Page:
For those with heart disease risk factors, daily consumption of green tea extract can reduce blood sugar levels and improve gut health by lowering inflammation and decreasing "leaky gut". Green tea extract may prove to be effective at relieving some risks of metabolic syndrome.
A new study reveals a genetic link between Alzheimer's disease and several gut-related disorders. Researchers report Alzheimer's patients and those with intestinal disorders have specific genes in common. The findings add to the evidence the gut-brain axis may play a role in the development of neurodegenerative disorders.
Recent antibiotic use impacts the way in which people pay attention to negative facial expressions. Findings shed light on how antibiotic use can increase the risks of depression.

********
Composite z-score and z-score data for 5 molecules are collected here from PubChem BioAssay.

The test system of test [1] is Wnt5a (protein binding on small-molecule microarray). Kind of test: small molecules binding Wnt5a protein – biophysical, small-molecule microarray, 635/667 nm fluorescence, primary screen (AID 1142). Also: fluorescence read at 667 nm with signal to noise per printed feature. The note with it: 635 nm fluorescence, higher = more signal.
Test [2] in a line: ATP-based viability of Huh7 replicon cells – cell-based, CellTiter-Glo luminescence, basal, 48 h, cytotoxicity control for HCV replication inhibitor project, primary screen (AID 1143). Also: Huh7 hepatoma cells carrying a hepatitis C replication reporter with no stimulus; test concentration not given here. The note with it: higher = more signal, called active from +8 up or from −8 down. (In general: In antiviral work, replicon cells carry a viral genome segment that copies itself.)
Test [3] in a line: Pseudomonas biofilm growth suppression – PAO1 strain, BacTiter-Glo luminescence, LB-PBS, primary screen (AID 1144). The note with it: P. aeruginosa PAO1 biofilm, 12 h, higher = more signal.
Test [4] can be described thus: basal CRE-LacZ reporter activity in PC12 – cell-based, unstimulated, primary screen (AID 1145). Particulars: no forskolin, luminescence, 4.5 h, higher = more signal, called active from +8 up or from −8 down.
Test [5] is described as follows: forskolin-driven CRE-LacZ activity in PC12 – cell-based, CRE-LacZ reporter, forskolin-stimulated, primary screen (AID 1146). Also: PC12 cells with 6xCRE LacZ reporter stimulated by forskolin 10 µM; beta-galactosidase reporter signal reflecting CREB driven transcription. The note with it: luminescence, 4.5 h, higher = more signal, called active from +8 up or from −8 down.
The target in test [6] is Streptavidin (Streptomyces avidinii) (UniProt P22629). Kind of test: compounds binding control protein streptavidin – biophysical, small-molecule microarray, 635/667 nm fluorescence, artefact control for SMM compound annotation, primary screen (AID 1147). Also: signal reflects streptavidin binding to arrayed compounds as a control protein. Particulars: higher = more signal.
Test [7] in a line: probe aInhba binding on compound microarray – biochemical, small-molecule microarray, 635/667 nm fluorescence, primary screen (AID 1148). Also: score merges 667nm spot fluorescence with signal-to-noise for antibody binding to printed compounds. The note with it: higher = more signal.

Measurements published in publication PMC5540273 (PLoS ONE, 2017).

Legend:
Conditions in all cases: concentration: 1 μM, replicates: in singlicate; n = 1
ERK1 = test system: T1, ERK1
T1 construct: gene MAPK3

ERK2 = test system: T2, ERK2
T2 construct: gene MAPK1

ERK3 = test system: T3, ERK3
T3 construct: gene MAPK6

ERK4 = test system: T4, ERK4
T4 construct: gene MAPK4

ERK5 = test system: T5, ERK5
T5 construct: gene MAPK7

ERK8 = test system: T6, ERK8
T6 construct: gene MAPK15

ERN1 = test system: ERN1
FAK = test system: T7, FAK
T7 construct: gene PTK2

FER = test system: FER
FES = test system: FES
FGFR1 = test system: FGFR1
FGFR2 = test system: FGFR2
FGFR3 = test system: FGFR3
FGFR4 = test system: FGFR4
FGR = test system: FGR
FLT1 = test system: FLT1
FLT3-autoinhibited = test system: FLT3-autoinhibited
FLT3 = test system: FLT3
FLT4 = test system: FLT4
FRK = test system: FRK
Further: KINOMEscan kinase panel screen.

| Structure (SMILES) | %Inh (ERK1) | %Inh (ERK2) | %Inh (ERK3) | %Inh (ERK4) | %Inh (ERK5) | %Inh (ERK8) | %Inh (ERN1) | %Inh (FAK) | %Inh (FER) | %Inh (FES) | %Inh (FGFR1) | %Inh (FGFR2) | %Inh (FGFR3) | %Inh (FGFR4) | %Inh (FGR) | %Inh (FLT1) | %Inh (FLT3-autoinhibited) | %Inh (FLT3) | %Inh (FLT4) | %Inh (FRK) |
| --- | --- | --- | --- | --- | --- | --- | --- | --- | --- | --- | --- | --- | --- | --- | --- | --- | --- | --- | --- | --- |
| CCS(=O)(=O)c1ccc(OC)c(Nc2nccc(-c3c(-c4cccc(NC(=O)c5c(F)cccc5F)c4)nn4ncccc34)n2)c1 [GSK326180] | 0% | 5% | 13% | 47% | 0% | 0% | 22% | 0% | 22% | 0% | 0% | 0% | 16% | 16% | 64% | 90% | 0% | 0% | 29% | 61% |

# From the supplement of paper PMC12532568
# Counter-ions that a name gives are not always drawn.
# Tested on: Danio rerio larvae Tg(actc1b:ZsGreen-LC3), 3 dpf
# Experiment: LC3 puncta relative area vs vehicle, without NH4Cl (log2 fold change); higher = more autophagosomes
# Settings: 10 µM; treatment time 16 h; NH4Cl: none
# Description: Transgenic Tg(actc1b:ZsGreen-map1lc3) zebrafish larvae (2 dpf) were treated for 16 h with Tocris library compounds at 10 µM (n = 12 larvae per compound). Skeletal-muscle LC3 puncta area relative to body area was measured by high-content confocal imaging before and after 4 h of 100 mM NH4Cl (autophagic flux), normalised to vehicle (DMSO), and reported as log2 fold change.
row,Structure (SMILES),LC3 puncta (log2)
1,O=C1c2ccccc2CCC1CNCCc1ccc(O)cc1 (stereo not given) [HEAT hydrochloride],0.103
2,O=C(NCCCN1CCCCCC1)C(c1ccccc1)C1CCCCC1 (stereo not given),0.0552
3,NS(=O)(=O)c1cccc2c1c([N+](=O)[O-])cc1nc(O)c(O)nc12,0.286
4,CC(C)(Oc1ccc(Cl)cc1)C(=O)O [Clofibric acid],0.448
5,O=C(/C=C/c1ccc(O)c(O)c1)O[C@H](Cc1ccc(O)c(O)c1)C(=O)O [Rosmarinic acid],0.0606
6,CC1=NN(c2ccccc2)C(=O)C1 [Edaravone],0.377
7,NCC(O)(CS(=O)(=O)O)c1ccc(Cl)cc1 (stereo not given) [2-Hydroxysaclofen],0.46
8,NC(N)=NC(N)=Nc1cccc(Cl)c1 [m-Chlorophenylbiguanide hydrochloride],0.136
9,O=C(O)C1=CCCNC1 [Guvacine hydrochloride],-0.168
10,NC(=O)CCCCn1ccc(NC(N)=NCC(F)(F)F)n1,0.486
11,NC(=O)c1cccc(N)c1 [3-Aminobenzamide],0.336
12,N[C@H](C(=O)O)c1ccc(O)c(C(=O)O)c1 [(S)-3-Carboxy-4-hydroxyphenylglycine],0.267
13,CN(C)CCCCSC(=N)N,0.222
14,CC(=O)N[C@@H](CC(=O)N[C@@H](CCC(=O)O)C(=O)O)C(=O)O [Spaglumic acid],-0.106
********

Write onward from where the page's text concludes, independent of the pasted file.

Polyphenols can reduce inflammation in older people by altering the intestinal microbiota and inducing the production of indole 3-propionic acid.
Researchers say the gut microbiome may be a viable targetable biomarker to improve immunotherapy responses in those with glioblastoma and a range of other cancers.
A newly invented soft, implantable probe can interface between gut and brain tissue, measuring both dopamine and serotonin levels. The device has applications for depression, Parkinson's disease, and intestinal disorders.
Transplanting fecal microbiota from young mice to older mice reversed hallmark signs of aging in the gut, brains, and eyes. Transplanting the fecal microbiota from old to young mice had the reverse effect, inducing inflammation in the brain and depleting a key protein associated with healthy vision.
Microbes in the gut influence what an animal chooses to eat. Altering the microbiome resulted in changes to preferred diets.